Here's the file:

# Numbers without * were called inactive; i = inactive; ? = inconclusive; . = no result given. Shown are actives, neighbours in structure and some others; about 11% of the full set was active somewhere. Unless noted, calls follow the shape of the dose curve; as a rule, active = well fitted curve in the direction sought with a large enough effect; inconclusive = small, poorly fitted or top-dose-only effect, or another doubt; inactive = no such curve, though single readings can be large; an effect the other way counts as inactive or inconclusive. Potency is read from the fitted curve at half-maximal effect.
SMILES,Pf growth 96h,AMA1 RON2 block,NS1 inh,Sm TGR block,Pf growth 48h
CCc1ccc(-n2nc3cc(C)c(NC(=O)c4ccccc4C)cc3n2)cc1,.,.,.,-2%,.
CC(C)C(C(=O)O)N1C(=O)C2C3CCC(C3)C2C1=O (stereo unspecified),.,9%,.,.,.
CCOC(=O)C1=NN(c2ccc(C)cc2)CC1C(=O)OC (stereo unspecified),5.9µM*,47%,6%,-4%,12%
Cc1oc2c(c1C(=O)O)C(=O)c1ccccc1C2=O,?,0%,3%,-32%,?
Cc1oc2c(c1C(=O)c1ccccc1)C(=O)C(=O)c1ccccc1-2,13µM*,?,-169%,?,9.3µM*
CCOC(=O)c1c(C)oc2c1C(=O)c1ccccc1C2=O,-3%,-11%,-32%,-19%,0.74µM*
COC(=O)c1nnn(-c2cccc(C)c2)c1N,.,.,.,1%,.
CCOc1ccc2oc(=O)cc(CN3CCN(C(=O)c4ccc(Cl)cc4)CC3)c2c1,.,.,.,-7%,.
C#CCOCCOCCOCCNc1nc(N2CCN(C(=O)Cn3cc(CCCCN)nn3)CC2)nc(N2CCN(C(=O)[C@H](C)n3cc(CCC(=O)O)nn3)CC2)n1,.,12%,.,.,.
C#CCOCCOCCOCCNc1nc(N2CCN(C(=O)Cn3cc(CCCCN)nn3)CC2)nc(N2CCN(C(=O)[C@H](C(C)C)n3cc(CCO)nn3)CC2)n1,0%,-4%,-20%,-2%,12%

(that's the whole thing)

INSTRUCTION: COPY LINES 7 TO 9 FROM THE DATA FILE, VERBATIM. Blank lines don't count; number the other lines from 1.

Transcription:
Cc1oc2c(c1C(=O)c1ccccc1)C(=O)C(=O)c1ccccc1-2,13µM*,?,-169%,?,9.3µM*
CCOC(=O)c1c(C)oc2c1C(=O)c1ccccc1C2=O,-3%,-11%,-32%,-19%,0.74µM*
COC(=O)c1nnn(-c2cccc(C)c2)c1N,.,.,.,1%,.